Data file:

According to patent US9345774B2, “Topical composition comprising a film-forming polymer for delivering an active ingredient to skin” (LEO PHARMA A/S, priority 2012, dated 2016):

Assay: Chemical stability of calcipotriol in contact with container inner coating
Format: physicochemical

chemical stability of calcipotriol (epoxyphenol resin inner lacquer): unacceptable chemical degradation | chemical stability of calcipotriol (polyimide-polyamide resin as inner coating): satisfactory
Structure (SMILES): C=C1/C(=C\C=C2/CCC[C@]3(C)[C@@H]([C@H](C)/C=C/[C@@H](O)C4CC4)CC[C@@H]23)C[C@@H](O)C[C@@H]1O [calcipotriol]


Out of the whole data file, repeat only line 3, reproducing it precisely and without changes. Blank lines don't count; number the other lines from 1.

Format: physicochemical